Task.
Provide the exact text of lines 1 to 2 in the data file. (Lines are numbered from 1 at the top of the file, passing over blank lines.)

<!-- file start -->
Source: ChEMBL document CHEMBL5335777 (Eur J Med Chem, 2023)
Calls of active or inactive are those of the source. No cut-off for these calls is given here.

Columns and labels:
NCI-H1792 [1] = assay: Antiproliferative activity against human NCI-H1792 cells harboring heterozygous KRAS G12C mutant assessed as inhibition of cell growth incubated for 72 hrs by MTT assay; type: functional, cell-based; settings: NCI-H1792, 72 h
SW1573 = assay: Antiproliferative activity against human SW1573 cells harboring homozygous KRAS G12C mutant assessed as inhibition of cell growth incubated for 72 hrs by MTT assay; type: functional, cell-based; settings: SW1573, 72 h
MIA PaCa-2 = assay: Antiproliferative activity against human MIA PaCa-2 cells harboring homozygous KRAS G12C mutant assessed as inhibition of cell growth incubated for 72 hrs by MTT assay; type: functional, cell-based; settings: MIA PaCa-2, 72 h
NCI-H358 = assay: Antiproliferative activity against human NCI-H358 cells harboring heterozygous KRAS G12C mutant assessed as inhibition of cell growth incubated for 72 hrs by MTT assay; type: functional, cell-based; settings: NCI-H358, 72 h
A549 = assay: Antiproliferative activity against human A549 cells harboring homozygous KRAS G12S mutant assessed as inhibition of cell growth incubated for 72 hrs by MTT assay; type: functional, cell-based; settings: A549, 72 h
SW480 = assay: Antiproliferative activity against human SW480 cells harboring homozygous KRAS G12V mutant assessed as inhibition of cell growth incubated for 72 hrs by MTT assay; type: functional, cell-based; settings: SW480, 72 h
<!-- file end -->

Source: ChEMBL document CHEMBL5335777 (Eur J Med Chem, 2023)
Calls of active or inactive are those of the source. No cut-off for these calls is given here.